In our industry, certification is often handled through hypnosis industry organizations, schools or even individuals. There aren’t any industry -wide standards for certification. Most local governments do not require you to be certified in order to practice. Certification is typically not recognized by any official government organization–it’s not a right to practice.

Some areas require you to register. Registration is typically not a credential–it just means you’re on file.

Is A Non-Regionally Accredited Degree Bogus?

Not necessarily. There are many reasons a school may choose to forgo accreditation. And just because a school is unaccredited doesn’t mean they have a low quality program. What chaps my hide though is when people present their qualifications as if they’re the same as those from regionally accredited institutions.

It may even be illegal! In some states, it’s against the law to advertise an advanced degree unless it’s from an accredited school.

There’s one guy locally who claims a Ph.D. and if you press him, he’ll tell you where he got it. His Masters is from an unaccredited school and his PhD is from a nationally accredited school. That accrediting agency seems to oversee a lot of massage and dental assistant schools. That’s different than what most people think of when they hear about a doctorate degree. I think people should know that, don’t you?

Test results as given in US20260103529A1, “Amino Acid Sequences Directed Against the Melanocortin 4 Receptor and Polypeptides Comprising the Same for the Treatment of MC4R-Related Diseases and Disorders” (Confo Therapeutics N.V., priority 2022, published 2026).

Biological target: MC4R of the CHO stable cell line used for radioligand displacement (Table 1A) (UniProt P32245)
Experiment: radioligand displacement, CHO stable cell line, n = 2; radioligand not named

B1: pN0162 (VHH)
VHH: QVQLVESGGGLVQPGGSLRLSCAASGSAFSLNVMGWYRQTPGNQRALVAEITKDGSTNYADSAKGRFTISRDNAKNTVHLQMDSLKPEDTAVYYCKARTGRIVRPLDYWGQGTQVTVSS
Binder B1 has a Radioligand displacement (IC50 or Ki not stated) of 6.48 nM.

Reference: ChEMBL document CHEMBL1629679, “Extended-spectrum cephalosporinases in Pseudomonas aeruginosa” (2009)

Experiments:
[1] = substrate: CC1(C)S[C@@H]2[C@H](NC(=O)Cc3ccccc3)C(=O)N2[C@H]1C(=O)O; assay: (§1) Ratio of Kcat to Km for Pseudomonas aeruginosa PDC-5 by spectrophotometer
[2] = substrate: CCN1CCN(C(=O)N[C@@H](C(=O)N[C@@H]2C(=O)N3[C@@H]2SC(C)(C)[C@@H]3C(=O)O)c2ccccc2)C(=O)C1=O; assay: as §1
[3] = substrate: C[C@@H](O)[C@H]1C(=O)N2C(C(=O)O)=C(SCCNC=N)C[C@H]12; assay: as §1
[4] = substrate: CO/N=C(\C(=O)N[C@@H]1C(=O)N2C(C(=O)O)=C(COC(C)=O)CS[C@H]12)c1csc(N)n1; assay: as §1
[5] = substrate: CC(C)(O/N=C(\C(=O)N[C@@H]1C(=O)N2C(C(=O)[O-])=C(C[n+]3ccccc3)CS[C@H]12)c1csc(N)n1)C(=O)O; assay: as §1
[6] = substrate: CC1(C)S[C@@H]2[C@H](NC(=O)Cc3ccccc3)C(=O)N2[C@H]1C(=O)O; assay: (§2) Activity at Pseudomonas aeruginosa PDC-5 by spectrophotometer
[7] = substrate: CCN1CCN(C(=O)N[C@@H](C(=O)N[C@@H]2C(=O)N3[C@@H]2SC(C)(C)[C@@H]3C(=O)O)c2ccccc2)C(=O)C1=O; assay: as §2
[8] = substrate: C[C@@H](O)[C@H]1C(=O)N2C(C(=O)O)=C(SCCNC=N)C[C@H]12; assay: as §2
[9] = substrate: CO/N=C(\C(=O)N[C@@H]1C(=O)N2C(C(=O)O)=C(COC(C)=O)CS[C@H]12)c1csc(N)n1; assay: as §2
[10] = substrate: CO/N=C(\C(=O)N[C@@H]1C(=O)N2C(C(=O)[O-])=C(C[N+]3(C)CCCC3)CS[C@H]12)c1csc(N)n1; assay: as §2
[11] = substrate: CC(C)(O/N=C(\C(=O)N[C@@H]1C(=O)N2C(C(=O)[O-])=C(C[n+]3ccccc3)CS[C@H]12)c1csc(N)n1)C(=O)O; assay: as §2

I will say this…

In the field of education, when people talk about accredited degrees, they often mean regionally accredited degrees. And they may view those degrees as the only valid degrees.


  • To my knowledge, there are no regionally accredited hypnosis degrees.
  • Certification in hypnosis is handled by professional organizations, companies or individuals. Typically the certification has no legal standing.
  • Most states don’t require much, if any education to practice hypnosis.

What To Do?

  1.  If you claim a degree, inform people where you got the degree and who accredits them, if anyone.
  2. If you run across someone who claims a degree in hypnotherapy, ask them where they got it and who accredits them.
  3. If you’re considering a degree program in hypnosis, recognize that it may not be thought of as a legitimate degree by some.


PS: Personally, after years of looking for what I thought might be a legitimate degree, and after teaching at a nationally accredited vocational school, I came to the following conclusions.